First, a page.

After an early breakfast, pack up camp in the cool of the morning, and set off for the village. If your using the camera trap and set it up the night before, pick it up on the way (or, leave it a few nights for pick up when you return). Continue your trek to the village. After your arrival, spend what’s left of the day checking out the village, fields, or maybe playing football with the kids. Spend the night in a local family’s home in Renah Kemumu.

Day 3 -Enjoying Nature’s Hot Tub and Village Life
Spend the day in Renah Kemumu exploring the surrounding area and/or involving yourself in village life. An impressive hot spring is located about 1.5-2 hours outside of the village, and is an idyllic place to spend a few hours refreshing from the long hike of the previous day. The boiling hot water from the hot spring mixes with the cool mountain water of a passing river, creating a kind of warm hot tub in the middle of the rainforest, perfect for resting your aching bones while you consider that you are now, very very likely, further off the beaten path than any other traveler on Sumatra.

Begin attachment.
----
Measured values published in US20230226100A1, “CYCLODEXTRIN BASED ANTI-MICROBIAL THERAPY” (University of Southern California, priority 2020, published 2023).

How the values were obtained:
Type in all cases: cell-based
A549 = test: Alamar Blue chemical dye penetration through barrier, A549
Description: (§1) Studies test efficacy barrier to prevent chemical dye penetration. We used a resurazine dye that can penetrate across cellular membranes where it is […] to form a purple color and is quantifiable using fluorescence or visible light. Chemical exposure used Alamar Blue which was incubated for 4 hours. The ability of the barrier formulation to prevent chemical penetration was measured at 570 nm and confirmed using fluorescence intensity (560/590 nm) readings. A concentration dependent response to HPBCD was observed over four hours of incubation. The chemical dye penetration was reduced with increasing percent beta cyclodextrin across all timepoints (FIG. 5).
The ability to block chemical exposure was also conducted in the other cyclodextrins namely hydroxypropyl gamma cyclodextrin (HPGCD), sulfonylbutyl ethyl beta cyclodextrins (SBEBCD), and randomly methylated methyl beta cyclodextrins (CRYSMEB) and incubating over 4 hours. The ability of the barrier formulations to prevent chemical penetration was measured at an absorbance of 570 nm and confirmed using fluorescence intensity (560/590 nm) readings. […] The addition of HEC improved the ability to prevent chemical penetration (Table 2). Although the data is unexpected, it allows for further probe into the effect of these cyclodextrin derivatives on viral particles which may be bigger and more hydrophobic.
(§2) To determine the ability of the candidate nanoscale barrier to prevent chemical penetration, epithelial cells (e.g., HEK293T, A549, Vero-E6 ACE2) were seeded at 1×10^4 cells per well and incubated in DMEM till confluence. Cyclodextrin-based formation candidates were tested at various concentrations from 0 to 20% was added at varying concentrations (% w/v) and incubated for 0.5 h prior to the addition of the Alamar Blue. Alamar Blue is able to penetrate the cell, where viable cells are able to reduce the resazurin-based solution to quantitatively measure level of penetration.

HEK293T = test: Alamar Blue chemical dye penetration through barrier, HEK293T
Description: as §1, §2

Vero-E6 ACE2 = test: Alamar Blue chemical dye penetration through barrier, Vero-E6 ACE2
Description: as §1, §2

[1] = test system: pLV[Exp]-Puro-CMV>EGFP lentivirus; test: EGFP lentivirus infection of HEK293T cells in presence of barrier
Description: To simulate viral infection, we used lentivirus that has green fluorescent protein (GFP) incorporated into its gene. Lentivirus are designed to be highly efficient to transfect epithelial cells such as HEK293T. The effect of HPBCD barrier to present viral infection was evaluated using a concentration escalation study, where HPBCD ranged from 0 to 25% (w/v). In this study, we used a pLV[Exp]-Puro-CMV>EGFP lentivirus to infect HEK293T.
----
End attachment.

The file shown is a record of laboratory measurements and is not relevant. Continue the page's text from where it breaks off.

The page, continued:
Also near the village are remnants of older, abandoned villages, grave sites, an ancient, carved, megalithic stone, and even their mini hydroelectric generator. Additionally you could hang out with your host family around the village, optionally visit the local school, participate in agricultural work or other village tasks, prep and cook traditional dishes, and learn about the history and culture of this unique community.

Day 4 – Back to the Forest